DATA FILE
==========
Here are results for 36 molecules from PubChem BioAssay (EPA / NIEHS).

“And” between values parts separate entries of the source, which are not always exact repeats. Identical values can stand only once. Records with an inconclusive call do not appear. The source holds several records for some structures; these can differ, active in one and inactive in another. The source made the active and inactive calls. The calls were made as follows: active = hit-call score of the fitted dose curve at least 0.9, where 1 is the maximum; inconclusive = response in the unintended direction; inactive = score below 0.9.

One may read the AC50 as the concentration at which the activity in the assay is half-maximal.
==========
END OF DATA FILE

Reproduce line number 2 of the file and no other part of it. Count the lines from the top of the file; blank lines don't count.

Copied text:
“And” between values parts separate entries of the source, which are not always exact repeats. Identical values can stand only once. Records with an inconclusive call do not appear. The source holds several records for some structures; these can differ, active in one and inactive in another. The source made the active and inactive calls. The calls were made as follows: active = hit-call score of the fitted dose curve at least 0.9, where 1 is the maximum; inconclusive = response in the unintended direction; inactive = score below 0.9.